Destination:Freedom Newsletter
The Newsletter of the National Corridors Initiative, Inc.
Vol. 4 No. 28, July 14, 2003
Copyright © 2003, NCI, Inc.
President and CEO - Jim RePass
Publisher - James Furlong
Editor - Leo King

A weekly North American rail and transit update


Coast Starlight emerges from mountain tunnel


The Coast Starlight exits a tunnel and passes through a canyon in Southern California on its way to Los Angeles over former Southern Pacific track. Some western lines have made record gains. The story is below.


Passenger trains:

Crisis, hope, and myths

By Wes Vernon
Washington Bureau Chief

BALTIMORE – America’s inter-city passenger trains are in “a state of crisis,” but encouraging things are happening, and Amtrak now enjoys leadership with record-breaking credibility among policy-making officials.

That combination of crisis and optimism were the main ingredients in a July 3 address by Gilbert Mallery, Amtrak’s Vice-President for Planning and Business Development. Questions also have been raised anew about the relationship between Amtrak and the freight railroads.

Speaking to a joint convention of the National Railway Historical Society and the Railway and Locomotive Historical Society, Mallery pointed to the $2 billion per year multi-year authorizations reported in House and Senate committees.

As noted by this correspondent, who emceed the banquet amid the six-day convention, a show of confidence in Amtrak on this scale, never before seen in the 32 years of the passenger rail corporation’s history, could be attributed to David Gunn’s high credibility among lawmakers – even including some Amtrak critics – and the teamwork on the part of Mallery and others working with Gunn on the goal of bringing America a first-class passenger railroad by getting it back to a state of good repair.

The Amtrak V.P. said Gunn is a straight-shooter – “blunt almost to a fault” – who has dispensed with the “happy talk” of previous Amtrak management that glossed over perennial problems, resulting in “bad information on Capitol Hill.”

Moreover, people out there are riding the rails again. Amtrak’s ridership is the highest in its history, up 2 percent since last May. Lest that seem paltry, the fact is that travel, in general, is down 20 percent, mainly because of a slow economy and security concerns.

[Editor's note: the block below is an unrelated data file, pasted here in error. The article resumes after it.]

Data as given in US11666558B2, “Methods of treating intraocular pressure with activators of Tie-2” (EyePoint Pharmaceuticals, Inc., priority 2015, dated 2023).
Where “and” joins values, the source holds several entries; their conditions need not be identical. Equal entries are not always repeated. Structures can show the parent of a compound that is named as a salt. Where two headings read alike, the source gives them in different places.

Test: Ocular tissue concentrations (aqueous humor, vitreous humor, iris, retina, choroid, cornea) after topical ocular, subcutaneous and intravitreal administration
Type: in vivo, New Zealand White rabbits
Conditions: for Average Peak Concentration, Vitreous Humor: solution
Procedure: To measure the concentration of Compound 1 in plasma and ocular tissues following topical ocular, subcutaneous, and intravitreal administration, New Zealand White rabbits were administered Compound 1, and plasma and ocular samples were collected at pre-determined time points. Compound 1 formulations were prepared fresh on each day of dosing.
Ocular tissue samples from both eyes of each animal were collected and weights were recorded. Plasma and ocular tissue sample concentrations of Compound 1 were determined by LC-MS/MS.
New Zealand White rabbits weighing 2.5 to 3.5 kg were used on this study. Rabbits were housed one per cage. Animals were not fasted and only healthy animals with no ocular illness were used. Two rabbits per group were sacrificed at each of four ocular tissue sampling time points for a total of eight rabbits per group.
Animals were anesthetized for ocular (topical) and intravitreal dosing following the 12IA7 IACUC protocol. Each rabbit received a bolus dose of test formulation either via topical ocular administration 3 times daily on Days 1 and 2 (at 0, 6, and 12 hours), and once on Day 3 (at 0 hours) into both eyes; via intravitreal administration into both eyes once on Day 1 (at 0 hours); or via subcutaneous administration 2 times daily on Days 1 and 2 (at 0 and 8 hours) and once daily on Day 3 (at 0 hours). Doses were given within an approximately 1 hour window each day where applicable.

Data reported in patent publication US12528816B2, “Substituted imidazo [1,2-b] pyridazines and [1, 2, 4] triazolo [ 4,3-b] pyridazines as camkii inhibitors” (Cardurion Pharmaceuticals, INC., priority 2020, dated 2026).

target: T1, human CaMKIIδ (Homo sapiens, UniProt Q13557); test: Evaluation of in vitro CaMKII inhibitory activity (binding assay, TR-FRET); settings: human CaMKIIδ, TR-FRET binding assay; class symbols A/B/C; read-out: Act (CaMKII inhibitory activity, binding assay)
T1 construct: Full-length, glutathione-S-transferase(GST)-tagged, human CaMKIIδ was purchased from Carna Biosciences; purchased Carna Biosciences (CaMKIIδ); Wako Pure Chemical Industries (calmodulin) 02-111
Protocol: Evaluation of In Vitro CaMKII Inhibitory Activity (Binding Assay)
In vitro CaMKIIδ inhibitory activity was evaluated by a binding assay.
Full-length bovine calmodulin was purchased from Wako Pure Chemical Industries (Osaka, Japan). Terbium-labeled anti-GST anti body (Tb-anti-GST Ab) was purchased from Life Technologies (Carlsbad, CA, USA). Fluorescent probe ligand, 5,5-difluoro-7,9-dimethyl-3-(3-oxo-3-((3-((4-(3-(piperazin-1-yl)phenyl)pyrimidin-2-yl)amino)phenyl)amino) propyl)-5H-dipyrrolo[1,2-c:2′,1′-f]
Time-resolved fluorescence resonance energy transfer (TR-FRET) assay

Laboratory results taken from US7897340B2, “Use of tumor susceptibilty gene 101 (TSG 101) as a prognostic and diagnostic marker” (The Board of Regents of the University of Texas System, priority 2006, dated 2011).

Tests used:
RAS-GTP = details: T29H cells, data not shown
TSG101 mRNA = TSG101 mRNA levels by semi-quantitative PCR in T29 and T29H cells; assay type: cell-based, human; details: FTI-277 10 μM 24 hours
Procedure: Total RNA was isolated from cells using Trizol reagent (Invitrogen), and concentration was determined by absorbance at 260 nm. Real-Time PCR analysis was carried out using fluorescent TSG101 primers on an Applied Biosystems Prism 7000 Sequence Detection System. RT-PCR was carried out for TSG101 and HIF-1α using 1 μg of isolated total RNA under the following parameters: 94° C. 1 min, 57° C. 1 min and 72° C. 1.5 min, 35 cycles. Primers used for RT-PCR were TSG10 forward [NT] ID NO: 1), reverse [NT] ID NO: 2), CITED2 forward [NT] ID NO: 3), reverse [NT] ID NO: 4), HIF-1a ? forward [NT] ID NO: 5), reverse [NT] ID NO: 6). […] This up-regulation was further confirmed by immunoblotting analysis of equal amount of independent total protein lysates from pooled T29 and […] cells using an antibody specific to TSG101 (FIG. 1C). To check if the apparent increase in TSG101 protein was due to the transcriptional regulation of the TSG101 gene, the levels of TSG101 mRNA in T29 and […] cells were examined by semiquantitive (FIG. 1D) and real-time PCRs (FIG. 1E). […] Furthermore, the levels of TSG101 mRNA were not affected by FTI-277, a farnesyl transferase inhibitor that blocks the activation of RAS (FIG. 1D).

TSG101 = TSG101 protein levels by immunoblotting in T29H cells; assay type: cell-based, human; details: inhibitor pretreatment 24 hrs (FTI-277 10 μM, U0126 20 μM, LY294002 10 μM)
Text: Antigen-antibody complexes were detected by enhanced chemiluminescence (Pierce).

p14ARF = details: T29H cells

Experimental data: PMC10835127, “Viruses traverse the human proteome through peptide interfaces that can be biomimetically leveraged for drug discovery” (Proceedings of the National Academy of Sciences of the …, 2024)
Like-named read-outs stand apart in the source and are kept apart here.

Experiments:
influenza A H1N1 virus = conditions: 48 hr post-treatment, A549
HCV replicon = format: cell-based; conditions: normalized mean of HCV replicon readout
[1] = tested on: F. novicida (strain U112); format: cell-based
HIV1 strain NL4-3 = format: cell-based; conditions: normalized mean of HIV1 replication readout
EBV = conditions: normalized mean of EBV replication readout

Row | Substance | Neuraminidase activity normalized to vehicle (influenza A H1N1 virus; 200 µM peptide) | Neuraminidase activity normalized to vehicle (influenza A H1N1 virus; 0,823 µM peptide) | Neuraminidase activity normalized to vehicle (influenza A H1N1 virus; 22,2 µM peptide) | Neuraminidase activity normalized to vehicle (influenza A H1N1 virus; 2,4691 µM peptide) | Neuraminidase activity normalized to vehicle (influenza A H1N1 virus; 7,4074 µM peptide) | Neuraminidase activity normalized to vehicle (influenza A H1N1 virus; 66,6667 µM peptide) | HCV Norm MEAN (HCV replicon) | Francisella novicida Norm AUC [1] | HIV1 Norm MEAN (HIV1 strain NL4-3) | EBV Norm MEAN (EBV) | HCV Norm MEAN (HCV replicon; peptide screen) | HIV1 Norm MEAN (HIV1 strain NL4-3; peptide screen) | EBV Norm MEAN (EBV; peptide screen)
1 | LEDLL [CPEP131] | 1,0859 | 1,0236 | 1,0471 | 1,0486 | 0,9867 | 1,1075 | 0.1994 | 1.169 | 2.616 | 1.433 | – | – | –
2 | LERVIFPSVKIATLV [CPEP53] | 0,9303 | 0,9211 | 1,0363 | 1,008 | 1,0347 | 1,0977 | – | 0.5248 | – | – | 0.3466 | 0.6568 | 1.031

Long distance trains’ ridership is way up – 17 percent for May.

Amtrak revenues are down 9 percent, but not to worry. Expenses are down by $110 million.

So where is the “crisis?”

When you go to Washington Union Station, and look out at the system from the platforms of the stub-end tracks, you see an infrastructure that is little changed from 1930 or in some cases, since 1910.

“Financial stability” is what is needed. A so-called “high-speed” Northeast Corridor, where trains are often slowed down to 50 mph, does not bode well for the future unless something is done.

Mallery outlined some “myths” that have been repeated over and over again so persistently over the years that in some quarters they have come to be accepted as gospel.

Myth No. 1: Amtrak is a source of funding for the states. Not so, as could be ratified by simple math.

Myth No. 2: Amtrak can be profitable. That does not pass the laugh test.

Myth No. 3 (related to No.2): The private sector is just dying to take over Amtrak, and the freight railroads are “anxious to get back in the passenger business so they can start losing money again.”

Earlier in the day of Mallery’s speech, the joint NRHS-R&LHS convention featured a seminar on the heroic efforts of the B&O (or B&O/C&0, as it was known in later years) to save passenger trains in the private sector.

Paul Reistrup, David Watts, and William Howes, Jr. documented in personal recollections and slide presentations how the Baltimore & Ohio (unlike some of its competitors) did not try to drive passengers away. There was a determination that though the B&O was not the richest of the Class I carriers, it would be the best.

“We went out with our heads held high and we kept our integrity intact,” Reistrup told the gathering.

Howes, who at the banquet that night would introduce Mallery, was asked during the morning seminar Q&A session about relations between Amtrak and the freight railroads whose property hosts Amtrak almost everywhere in the country outside the Northeast Corridor. He replied that there is a feeling among the Class Is that their dealings with Amtrak do not constitute a business relationship.

“It may be that a true business relationship between Amtrak and the freight railroads never will happen or, in fact, never can happen,” Howes said, but it is reality nevertheless.

Howes, by the way, cannot in any way be accused of harboring an anti-passenger bias. His love of passenger trains is reflected by the fact that he was president and 20-year board member in the 1970s and 1980s of the Chesapeake Division of the Railroad Enthusiasts, Inc., now the Chesapeake Railway Assn.

For his trouble in trying to save B&O passenger trains as they were bleeding millions of dollars, an irate woman whose favorite train had been eliminated stormed into Howes’s office and took a swing at him. (He ducked in time.)

Of course, his comment about Amtrak and freight railroads referred to a longstanding complaint by the Class Is that the payments they receive from Amtrak are not in harmony with market value, and in many cases fall short of what it costs them to host the passenger trains.